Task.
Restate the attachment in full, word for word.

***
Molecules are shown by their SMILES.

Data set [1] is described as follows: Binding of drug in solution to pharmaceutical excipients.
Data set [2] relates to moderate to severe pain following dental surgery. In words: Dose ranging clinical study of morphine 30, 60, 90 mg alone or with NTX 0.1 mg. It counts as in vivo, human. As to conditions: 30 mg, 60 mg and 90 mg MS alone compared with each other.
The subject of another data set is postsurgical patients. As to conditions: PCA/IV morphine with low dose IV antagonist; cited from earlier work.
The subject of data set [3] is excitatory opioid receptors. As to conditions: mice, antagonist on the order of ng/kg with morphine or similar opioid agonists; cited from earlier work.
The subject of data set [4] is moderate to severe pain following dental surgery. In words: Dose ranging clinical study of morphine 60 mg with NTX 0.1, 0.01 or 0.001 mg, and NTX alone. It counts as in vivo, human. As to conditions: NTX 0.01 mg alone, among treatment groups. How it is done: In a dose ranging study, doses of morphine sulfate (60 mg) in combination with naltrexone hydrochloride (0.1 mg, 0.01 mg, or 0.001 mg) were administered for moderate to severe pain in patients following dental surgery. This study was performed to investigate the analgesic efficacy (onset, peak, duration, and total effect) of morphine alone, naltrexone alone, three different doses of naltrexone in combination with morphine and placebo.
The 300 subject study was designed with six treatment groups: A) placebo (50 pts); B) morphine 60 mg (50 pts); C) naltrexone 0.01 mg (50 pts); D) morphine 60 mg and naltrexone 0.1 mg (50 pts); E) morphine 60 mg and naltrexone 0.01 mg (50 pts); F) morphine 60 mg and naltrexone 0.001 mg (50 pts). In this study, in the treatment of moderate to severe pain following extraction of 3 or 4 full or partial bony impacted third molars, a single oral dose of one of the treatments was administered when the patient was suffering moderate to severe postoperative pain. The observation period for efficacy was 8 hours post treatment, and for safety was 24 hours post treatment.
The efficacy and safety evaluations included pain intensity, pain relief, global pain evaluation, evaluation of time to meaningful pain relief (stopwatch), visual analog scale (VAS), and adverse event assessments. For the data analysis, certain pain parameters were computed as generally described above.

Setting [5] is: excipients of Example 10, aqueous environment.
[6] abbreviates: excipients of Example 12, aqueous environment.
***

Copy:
Molecules are shown by their SMILES.

Data set [1] is described as follows: Binding of drug in solution to pharmaceutical excipients.
Data set [2] relates to moderate to severe pain following dental surgery. In words: Dose ranging clinical study of morphine 30, 60, 90 mg alone or with NTX 0.1 mg. It counts as in vivo, human. As to conditions: 30 mg, 60 mg and 90 mg MS alone compared with each other.
The subject of another data set is postsurgical patients. As to conditions: PCA/IV morphine with low dose IV antagonist; cited from earlier work.
The subject of data set [3] is excitatory opioid receptors. As to conditions: mice, antagonist on the order of ng/kg with morphine or similar opioid agonists; cited from earlier work.
The subject of data set [4] is moderate to severe pain following dental surgery. In words: Dose ranging clinical study of morphine 60 mg with NTX 0.1, 0.01 or 0.001 mg, and NTX alone. It counts as in vivo, human. As to conditions: NTX 0.01 mg alone, among treatment groups. How it is done: In a dose ranging study, doses of morphine sulfate (60 mg) in combination with naltrexone hydrochloride (0.1 mg, 0.01 mg, or 0.001 mg) were administered for moderate to severe pain in patients following dental surgery. This study was performed to investigate the analgesic efficacy (onset, peak, duration, and total effect) of morphine alone, naltrexone alone, three different doses of naltrexone in combination with morphine and placebo.
The 300 subject study was designed with six treatment groups: A) placebo (50 pts); B) morphine 60 mg (50 pts); C) naltrexone 0.01 mg (50 pts); D) morphine 60 mg and naltrexone 0.1 mg (50 pts); E) morphine 60 mg and naltrexone 0.01 mg (50 pts); F) morphine 60 mg and naltrexone 0.001 mg (50 pts). In this study, in the treatment of moderate to severe pain following extraction of 3 or 4 full or partial bony impacted third molars, a single oral dose of one of the treatments was administered when the patient was suffering moderate to severe postoperative pain. The observation period for efficacy was 8 hours post treatment, and for safety was 24 hours post treatment.
The efficacy and safety evaluations included pain intensity, pain relief, global pain evaluation, evaluation of time to meaningful pain relief (stopwatch), visual analog scale (VAS), and adverse event assessments. For the data analysis, certain pain parameters were computed as generally described above.

Setting [5] is: excipients of Example 10, aqueous environment.
[6] abbreviates: excipients of Example 12, aqueous environment.